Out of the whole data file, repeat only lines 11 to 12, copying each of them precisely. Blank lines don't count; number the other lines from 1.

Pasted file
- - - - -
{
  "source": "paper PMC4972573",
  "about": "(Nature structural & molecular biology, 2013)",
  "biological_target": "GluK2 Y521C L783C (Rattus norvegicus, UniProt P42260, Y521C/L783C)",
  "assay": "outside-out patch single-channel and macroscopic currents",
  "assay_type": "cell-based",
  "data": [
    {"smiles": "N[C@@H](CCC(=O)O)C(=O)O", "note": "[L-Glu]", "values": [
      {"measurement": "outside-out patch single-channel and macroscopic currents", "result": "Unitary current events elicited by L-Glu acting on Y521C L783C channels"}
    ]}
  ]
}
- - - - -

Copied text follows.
  ]
}